What we do is to amplify people’s voices and stories (especially those who are not often heard) and make everyone more aware of the tools and choices available to them, which relate to their body, sexual identity and sexuality as a whole.
When I talk about sex and sexuality, I often find myself standing between well-informed conscious people who are deeply uneducated, or those full of misconceptions.
What do you think is the best way to start a conversation with them?
It is important, first of all, to be aware of the fact that (un- fortunately) we will not always be able to start dialogue with everyone. There are people who have lived their whole lives immersed in a culture of stereotypes, fake standards, ignorance and modesty and therefore have to make an immense effort to put certain beliefs into (question as that would also mean questioning themselves).
We think that one priority is to avoid aggressive confrontation: approach with calm and respectful discourse. This makes it possible to convey an honest interest in listening to the other person’s motivations, finding certain aspects that can help form a connection, such as the importance of freedom of choice or knowing the tools needed to take care of one’s health. We must be ready to see things from their perspective, in order to understand how they came to think or believe certain things and consequently, how they might deconstruct (and rebuild ) these ideas.
Using scientific facts and data to prove what you are saying can be of great help, as well as reminding us that often our interlocutors may not have the clear foundations for communicating effectively with us, inevitably making the conversation more difficult.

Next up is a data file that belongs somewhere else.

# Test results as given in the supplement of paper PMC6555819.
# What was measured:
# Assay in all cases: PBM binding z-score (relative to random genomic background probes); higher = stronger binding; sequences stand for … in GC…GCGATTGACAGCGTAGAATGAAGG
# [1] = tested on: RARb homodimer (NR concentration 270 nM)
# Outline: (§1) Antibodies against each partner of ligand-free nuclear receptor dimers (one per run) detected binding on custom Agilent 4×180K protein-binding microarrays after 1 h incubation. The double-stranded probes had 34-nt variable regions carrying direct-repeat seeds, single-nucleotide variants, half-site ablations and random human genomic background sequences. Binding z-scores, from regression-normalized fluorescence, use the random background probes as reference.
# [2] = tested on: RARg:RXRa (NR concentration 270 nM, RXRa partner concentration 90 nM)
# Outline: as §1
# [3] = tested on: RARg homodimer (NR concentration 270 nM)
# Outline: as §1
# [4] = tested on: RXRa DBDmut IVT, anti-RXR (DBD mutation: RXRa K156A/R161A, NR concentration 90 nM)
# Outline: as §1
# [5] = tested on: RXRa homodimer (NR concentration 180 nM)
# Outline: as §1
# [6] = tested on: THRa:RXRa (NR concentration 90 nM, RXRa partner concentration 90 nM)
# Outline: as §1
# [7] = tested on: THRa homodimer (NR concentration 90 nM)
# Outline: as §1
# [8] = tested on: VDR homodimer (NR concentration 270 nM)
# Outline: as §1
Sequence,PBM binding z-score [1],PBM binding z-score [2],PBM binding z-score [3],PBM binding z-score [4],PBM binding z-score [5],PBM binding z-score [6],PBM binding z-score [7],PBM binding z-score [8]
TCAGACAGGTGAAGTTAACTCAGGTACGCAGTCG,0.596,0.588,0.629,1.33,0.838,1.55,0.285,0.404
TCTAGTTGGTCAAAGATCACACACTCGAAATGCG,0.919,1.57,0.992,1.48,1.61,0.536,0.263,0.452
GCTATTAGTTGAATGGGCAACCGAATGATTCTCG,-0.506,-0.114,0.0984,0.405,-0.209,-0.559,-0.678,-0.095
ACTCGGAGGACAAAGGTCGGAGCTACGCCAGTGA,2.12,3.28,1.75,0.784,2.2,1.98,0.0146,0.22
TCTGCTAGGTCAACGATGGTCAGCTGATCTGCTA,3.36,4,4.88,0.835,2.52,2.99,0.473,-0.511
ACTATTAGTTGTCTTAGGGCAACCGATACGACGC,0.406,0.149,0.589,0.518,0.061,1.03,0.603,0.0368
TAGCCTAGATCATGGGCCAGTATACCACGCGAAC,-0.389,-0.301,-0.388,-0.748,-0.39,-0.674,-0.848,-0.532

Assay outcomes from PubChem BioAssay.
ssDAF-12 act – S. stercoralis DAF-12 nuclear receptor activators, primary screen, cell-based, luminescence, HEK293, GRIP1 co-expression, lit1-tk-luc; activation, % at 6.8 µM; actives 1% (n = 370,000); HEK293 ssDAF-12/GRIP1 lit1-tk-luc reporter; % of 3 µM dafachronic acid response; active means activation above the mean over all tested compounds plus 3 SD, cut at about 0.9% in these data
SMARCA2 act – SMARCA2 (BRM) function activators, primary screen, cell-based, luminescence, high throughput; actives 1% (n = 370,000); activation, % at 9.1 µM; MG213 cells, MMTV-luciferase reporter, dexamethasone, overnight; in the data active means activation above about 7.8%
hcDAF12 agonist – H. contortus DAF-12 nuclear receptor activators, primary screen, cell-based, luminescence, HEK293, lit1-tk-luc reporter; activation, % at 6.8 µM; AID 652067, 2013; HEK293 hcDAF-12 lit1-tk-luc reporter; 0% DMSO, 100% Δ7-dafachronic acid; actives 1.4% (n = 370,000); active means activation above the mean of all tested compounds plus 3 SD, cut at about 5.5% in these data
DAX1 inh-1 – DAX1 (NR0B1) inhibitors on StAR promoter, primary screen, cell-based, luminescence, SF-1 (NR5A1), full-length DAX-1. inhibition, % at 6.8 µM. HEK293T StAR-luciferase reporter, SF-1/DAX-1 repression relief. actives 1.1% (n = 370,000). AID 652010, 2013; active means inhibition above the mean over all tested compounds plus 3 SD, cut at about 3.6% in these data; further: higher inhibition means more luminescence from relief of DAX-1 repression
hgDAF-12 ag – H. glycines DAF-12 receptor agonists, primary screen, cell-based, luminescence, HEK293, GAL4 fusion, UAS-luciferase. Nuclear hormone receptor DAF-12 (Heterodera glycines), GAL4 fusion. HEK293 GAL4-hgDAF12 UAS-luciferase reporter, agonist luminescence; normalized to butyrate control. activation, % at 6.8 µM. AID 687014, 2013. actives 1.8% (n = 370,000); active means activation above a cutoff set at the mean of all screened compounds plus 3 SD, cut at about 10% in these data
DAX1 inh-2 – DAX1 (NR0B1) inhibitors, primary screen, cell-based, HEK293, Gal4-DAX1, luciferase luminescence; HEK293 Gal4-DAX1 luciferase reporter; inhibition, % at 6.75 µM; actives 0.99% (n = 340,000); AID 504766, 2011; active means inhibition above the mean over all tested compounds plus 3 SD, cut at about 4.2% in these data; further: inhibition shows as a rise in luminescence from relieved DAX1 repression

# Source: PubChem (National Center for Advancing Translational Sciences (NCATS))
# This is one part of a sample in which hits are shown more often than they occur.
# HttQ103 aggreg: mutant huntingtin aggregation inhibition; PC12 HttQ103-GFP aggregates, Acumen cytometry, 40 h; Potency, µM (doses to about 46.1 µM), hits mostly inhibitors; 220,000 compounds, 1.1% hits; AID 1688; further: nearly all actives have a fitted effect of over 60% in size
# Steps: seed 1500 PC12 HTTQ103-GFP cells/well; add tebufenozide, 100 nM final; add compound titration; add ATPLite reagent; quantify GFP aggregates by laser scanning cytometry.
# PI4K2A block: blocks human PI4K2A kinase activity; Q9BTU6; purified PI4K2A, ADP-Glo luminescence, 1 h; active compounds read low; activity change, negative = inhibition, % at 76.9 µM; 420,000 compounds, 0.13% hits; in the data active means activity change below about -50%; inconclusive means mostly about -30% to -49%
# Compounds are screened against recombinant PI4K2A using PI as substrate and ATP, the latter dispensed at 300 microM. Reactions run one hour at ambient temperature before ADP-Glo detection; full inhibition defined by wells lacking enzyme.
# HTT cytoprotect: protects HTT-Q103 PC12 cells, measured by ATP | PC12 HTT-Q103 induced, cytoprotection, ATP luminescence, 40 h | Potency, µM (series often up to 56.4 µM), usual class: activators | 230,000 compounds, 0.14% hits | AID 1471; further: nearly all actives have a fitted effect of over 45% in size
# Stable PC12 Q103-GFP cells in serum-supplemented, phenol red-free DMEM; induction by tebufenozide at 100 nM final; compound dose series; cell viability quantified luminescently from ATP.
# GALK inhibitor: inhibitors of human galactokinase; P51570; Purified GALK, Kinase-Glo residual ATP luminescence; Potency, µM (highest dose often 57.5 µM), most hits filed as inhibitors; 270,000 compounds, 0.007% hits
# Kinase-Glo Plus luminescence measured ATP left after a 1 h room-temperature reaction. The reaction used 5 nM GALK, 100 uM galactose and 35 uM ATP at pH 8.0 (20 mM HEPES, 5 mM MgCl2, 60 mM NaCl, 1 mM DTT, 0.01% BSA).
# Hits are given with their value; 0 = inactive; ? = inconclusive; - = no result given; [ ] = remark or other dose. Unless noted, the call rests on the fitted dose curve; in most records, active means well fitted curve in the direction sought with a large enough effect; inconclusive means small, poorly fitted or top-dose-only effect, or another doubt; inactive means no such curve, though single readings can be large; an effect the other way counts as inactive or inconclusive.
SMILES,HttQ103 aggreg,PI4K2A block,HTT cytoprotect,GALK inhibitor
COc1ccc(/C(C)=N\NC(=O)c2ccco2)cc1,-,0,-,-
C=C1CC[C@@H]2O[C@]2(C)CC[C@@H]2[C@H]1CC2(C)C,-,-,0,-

It takes time, patience and constancy, which not everybody always has, but deciding to create constructive dialogue is a (conscious) choice made with the desire to con- tribute to a more positive and respectful culture. A choice that, if collective, can lead to real results.
When talking about “diversity” online, there are a lot of different reactions but the one that personally upsets me the most is the “exaggerated compliments that glorify and worship at all costs”.
What do you think of this approach? Can people create a hostile environment by exaggerating?
This is an interesting reflection because not everyone finds it easy to recognize and in a sense unmask toxic behavior when it is hidden by a “positive” appearance. Just think, for example, of the “famous” but harmful rhetoric of people with disabilities or chronic diseases who are called “heroes or warriors who are fighting”: it is harmful because it gives a very strong label to people who, on the one hand, just want to be considered equal and, on the other, do not really receive proper help with their difficulties while being called “heroes”, effectively often being excluded in everyday life and in society. It is the same when somebody says that a fat person is beautiful/kind/cute/nice “anyway”. As though their existence can be justified despite their being fat, which is implicitly negative. This opens up further discourse, linked to our tendency as a society to believe that we are always doing good when we congratulate people on their physical appearance, even when it is not required.